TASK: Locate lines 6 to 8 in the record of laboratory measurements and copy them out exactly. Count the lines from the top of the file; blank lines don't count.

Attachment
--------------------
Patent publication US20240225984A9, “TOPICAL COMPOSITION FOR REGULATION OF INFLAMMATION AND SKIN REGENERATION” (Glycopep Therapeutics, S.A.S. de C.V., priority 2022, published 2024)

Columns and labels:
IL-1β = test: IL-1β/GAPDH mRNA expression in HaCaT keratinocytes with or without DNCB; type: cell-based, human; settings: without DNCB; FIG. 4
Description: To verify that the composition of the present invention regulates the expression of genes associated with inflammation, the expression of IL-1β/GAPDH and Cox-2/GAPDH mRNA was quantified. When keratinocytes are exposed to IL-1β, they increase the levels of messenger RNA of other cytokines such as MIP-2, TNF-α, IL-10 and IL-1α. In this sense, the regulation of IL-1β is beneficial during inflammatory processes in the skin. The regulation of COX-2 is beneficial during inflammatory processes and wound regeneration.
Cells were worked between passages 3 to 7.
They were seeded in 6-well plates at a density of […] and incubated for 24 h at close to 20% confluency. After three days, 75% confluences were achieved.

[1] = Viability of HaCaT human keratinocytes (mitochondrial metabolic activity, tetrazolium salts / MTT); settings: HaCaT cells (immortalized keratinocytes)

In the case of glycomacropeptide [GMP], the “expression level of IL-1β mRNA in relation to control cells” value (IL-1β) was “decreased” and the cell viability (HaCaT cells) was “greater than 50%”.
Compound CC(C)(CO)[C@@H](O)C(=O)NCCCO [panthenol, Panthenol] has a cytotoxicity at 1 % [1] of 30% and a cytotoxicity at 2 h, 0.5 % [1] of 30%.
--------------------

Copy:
They were seeded in 6-well plates at a density of […] and incubated for 24 h at close to 20% confluency. After three days, 75% confluences were achieved.

[1] = Viability of HaCaT human keratinocytes (mitochondrial metabolic activity, tetrazolium salts / MTT); settings: HaCaT cells (immortalized keratinocytes)

In the case of glycomacropeptide [GMP], the “expression level of IL-1β mRNA in relation to control cells” value (IL-1β) was “decreased” and the cell viability (HaCaT cells) was “greater than 50%”.